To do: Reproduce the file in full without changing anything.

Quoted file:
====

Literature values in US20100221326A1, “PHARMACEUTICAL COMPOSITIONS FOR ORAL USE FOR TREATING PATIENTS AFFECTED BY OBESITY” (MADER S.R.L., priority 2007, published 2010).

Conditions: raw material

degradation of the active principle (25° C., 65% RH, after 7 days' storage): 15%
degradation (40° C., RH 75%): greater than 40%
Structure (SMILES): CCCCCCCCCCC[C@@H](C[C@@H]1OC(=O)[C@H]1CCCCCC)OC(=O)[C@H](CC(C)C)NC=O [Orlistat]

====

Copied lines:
Literature values in US20100221326A1, “PHARMACEUTICAL COMPOSITIONS FOR ORAL USE FOR TREATING PATIENTS AFFECTED BY OBESITY” (MADER S.R.L., priority 2007, published 2010).

Conditions: raw material

degradation of the active principle (25° C., 65% RH, after 7 days' storage): 15%
degradation (40° C., RH 75%): greater than 40%
Structure (SMILES): CCCCCCCCCCC[C@@H](C[C@@H]1OC(=O)[C@H]1CCCCCC)OC(=O)[C@H](CC(C)C)NC=O [Orlistat]